Next week, I want to explore climate change further. Paradoxically, as the scientific evidence mounts, the percentage of people who agree that humanity is contributing to climate change continues to fall. Among those who do agree that climate change is a growing crisis, many seem to think the situation is hopeless. Indeed, the dire predictions of even a few years ago now seem to be relatively optimistic projections. Yet, relatively simple changes in lifestyle – including moving toward a plant-based diet – could have a major affect. Indeed, there is strong evidence that animal agriculture contributes far more to global warming than what the United Nations Food and Agriculture Organization calculated, which was 18% of man-made greenhouse gasses.

Stephen R. Kaufman, M.D.


3. The October Issue of The Peaceable Table is Online

Contents include:

* The Editorial, "Strength to Love," deals with the way spiritual disciplines can help us to love both friends and foes--including friends who are acting like foes.

* One of the Reviews describes and evaluates the animated film Legend of the Guardians, which includes both beauty and violence, but finally shows that the strong should not exploit the weak but protect and empower them.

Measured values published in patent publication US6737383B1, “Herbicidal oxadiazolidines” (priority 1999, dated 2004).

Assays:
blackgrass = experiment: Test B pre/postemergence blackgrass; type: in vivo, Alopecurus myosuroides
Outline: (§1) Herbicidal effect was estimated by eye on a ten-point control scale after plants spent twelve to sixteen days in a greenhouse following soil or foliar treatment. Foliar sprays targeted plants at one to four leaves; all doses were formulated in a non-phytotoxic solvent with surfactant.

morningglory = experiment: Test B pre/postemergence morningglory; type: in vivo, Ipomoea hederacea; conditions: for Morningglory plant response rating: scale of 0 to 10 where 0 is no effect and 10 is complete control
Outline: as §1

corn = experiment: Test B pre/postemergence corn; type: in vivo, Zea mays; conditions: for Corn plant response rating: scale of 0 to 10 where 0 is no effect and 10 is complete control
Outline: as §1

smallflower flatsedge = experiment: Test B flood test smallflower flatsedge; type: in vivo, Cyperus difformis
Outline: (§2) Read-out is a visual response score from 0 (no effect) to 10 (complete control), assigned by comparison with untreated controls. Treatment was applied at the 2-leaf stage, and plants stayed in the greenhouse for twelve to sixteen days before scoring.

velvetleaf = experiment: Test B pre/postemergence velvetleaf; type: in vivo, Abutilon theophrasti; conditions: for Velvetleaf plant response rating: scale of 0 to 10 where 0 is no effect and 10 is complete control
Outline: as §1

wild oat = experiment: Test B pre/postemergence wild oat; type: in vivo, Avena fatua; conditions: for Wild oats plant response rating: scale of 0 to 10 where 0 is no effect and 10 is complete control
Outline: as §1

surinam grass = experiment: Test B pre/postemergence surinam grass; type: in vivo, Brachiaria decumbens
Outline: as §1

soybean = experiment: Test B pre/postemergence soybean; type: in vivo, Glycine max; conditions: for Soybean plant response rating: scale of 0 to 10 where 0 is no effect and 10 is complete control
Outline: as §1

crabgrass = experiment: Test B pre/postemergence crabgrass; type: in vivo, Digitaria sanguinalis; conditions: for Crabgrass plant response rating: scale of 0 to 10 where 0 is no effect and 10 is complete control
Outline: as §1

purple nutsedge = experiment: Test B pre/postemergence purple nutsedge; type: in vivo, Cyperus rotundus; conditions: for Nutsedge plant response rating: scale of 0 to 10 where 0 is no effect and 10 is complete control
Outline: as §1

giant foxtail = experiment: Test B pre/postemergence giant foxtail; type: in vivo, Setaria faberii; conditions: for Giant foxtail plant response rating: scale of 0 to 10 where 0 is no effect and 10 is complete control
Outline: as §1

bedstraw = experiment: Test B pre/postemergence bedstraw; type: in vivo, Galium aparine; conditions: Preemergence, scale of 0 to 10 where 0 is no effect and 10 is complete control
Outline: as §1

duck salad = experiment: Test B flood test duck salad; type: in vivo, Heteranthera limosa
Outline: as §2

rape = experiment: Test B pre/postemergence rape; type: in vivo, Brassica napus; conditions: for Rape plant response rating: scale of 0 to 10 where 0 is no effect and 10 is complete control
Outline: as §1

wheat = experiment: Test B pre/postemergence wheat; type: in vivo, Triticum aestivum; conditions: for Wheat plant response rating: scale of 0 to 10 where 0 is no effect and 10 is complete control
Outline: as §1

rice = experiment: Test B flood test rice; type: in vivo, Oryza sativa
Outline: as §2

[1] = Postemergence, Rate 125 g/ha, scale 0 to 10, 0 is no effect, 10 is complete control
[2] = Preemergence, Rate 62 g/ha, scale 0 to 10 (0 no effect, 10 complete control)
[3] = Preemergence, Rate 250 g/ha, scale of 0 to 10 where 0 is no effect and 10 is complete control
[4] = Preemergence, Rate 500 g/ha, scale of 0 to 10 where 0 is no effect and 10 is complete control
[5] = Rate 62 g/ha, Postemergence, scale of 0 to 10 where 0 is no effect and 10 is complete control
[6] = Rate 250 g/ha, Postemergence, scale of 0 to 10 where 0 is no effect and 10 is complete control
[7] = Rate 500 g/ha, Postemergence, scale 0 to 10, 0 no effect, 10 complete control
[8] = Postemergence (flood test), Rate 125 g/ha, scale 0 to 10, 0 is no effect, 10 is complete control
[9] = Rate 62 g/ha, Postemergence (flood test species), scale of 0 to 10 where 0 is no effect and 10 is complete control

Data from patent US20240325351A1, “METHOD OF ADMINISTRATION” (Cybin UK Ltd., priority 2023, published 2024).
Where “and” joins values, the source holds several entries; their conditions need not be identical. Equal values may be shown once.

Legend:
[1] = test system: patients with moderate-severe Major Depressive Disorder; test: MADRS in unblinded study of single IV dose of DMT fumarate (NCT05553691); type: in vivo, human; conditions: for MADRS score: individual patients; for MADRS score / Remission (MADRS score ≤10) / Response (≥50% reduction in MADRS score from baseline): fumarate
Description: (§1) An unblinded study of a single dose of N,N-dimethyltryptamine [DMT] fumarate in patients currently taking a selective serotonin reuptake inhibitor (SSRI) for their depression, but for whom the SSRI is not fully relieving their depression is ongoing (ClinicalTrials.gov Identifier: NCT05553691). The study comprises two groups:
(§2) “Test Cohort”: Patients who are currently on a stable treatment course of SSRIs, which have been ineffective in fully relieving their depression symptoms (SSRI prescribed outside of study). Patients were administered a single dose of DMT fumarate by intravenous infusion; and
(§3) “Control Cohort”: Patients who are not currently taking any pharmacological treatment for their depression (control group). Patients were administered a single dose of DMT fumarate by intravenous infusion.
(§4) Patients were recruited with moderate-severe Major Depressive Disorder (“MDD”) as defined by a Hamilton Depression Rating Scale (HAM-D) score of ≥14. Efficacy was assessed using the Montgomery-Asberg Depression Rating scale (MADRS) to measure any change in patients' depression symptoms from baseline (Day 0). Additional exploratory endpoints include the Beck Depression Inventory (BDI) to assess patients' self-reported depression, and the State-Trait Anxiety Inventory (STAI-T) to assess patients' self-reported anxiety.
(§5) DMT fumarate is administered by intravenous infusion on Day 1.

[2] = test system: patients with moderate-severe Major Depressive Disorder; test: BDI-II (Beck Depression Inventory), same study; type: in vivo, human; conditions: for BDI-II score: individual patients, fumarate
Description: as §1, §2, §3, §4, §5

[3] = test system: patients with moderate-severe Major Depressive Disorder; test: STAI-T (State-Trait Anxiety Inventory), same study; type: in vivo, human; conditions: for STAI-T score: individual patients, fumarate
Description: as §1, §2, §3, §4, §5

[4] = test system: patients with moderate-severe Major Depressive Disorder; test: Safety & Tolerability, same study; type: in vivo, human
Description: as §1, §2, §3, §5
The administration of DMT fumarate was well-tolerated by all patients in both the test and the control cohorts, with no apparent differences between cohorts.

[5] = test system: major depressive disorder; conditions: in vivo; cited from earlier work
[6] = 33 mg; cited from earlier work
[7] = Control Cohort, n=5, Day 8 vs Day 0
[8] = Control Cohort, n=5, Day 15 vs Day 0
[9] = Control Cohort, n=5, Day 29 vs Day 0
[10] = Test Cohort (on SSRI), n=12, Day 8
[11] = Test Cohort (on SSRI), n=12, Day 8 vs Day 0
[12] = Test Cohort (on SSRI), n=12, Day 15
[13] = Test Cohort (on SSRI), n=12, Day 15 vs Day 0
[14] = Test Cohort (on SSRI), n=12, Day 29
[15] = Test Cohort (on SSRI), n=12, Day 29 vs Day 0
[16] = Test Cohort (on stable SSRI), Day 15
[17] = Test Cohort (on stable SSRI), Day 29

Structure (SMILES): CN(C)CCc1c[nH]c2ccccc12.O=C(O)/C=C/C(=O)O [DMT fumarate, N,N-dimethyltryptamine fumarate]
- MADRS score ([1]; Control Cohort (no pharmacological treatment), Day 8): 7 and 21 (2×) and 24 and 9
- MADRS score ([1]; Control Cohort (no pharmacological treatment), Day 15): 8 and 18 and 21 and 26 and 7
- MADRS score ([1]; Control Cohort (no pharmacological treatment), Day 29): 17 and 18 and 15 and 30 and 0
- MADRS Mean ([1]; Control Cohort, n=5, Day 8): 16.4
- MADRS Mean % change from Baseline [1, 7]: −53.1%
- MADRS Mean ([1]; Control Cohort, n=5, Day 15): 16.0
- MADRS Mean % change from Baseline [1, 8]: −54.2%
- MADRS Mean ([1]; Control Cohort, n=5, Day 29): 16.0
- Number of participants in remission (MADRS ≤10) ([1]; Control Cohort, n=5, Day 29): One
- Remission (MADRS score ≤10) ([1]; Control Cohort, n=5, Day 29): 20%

* The Recipe for Crispy Rice Treats will remind you of sweets way back when, and set your mouth to watering.

* Nineteenth-century poet Edwin Arnold, this month's Pioneer who

told the story of the Buddha in his long poem The Light of Asia, was influenced by his subject to give up both hunting and flesh-eating.

To read this issue, go to http://www.vegetarianfriends.net/issue70.html

Gracia Fay Ellwood, Editor


4. This Week’s Sermon from Rev. Frank and Mary Hoffman

Daniel, God’s Man in the Field (Part XIII)
http://www.all-creatures.org/sermons97/s24sep89.html  .

Your question and comments are welcome